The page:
Forwarded from: Patrick S. Harper <patrickat_private> I do not believe that full discloser is the problem. Full discloser in my opinion keeps software manufactures on their toes. I believe that many of the problems come from unqualified people sitting in the sysadmin or network engineer chair. Companies (especially smaller ones) do not want to pay what it cost for someone who knows what they are doing to come in and secure there systems. Too many times have I seen the "Network Administrator" of a company who has no clue. He just happened to like computers and wound up with the job so they could save 20K a year. Then when a disaster hits, a server falls over or they get hacked they have no clue how to recover. The company has to then bring in a consultant for disaster recovery (which for me is 1.75X my normal rate) they loose money and productivity because no e-mail is going out or Joe lost that project that he had been working on for three months with no backup (but it was on a network share???) I think sometimes that incidents like this are good in a way. You learn the importance of getting and keeping good people, keeping them up on training, making sure they have the appropriate equipment, and are ready to do there jobs. just my $.02 worth > -----Original Message----- > From: owner-isnat_private [mailto:owner-isnat_private]On Behalf > Of InfoSec News > Sent: Saturday, August 11, 2001 2:05 AM > To: isnat_private > Subject: [ISN] Security Firm Blamed For Code Red Costs > > > http://www.newsbytes.com/news/01/168934.html > > By Brian McWilliams, Newsbytes > ALISO VIEJO, CALIFORNIA, U.S.A., > 10 Aug 2001, 5:11 PM CST > > The damage toll from the Code Red worm has sparked a new debate over > what security experts call "full disclosure." > > Richard M. Smith, chief technology officer for the Privacy Foundation, > today criticized the company that found and publicized the glitch in > Microsoft's Internet Information Server (IIS) which led to the > creation of the malicious worm and a copy-cat. > > "Was it really necessary for eEye Digital Security to release full > details of the IIS buffer overflow that made the Code Red I and II > worms possible? I think the answer is clearly no," wrote Smith in a > message to the Bugtraq security mailing list today. [...] - ISN is currently hosted by Attrition.org To unsubscribe email majordomoat_private with 'unsubscribe isn' in the BODY of the mail.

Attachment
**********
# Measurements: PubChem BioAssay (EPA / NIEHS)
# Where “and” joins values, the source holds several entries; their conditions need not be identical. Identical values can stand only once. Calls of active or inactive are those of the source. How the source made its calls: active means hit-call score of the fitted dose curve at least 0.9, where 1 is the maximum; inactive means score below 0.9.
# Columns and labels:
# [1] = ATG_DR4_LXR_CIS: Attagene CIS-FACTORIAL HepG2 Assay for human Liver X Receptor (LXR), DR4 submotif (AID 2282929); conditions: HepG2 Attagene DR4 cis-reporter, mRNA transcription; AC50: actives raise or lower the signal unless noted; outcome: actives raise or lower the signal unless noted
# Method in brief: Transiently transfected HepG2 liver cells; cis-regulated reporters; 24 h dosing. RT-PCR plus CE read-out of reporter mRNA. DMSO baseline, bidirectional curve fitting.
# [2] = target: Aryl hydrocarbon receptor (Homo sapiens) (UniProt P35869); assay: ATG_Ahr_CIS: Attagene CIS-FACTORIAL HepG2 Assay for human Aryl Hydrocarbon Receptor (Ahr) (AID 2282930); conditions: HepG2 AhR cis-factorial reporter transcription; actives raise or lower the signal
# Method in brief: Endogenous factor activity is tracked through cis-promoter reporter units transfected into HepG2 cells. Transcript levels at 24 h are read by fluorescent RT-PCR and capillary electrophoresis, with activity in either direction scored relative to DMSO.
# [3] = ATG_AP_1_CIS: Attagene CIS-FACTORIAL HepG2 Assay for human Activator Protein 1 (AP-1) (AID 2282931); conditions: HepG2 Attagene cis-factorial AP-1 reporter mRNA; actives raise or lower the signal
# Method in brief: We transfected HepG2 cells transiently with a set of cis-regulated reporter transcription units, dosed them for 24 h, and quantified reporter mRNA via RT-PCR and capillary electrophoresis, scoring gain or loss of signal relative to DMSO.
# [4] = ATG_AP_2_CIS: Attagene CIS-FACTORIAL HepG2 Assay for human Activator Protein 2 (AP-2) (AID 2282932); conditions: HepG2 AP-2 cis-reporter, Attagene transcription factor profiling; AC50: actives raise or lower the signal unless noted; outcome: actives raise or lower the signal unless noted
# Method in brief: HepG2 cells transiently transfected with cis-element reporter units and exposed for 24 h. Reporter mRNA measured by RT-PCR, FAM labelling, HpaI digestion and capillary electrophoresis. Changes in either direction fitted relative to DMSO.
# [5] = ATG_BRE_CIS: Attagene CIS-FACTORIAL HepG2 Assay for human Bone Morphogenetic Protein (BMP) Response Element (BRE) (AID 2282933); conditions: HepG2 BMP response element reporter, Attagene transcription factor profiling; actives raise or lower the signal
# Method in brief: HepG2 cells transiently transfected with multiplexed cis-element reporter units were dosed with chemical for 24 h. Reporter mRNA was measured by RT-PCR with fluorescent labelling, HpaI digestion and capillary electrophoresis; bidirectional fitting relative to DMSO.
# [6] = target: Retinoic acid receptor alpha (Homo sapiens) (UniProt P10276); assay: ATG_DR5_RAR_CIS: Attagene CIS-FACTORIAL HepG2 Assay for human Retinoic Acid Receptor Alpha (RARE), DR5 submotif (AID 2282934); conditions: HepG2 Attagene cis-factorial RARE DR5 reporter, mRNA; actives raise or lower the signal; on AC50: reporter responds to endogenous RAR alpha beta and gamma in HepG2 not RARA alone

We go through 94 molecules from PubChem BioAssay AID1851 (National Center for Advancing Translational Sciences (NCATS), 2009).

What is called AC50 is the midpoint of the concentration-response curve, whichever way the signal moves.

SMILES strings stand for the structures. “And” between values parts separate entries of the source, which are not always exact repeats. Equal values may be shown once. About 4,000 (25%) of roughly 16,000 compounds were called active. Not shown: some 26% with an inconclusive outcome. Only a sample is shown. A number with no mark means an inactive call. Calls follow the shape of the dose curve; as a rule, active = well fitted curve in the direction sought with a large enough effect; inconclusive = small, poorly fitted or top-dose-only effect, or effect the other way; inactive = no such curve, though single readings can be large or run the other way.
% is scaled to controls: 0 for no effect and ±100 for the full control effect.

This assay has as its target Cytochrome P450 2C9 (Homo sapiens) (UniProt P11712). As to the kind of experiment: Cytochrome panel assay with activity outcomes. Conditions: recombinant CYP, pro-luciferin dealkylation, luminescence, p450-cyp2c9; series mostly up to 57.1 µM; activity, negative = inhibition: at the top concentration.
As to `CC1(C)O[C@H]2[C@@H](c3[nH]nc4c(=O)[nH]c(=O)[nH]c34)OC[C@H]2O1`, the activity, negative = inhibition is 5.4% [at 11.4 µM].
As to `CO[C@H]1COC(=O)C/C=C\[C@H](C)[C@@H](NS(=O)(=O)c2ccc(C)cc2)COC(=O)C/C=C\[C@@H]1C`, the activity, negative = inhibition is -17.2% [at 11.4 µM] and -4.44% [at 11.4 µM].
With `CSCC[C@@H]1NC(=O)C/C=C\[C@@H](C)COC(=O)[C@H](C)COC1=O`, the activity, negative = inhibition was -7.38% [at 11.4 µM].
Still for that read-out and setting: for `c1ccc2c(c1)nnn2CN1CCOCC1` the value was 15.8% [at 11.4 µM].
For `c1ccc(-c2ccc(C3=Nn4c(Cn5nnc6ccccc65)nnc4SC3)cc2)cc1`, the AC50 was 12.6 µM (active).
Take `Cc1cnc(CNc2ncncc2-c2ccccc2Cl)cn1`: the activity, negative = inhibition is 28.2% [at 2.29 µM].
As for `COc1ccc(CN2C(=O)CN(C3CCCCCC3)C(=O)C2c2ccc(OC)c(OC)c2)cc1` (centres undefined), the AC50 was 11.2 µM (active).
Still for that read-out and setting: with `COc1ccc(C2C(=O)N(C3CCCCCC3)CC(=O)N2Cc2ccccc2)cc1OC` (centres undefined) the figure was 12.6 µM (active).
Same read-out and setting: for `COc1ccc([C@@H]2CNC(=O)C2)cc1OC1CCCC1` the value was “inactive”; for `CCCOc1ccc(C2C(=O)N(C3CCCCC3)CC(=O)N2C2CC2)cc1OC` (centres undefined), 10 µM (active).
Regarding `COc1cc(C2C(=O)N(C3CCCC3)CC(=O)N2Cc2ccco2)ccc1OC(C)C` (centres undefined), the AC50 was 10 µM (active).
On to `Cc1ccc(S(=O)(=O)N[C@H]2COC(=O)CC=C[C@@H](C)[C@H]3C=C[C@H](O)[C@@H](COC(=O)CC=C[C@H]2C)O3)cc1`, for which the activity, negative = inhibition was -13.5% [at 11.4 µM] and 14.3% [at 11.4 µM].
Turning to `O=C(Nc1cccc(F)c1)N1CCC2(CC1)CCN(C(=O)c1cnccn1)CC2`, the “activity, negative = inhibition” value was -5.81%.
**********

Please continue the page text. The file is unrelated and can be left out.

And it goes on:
This archive was generated by hypermail 2b30 : Mon Aug 13 2001 - 03:26:33 PDT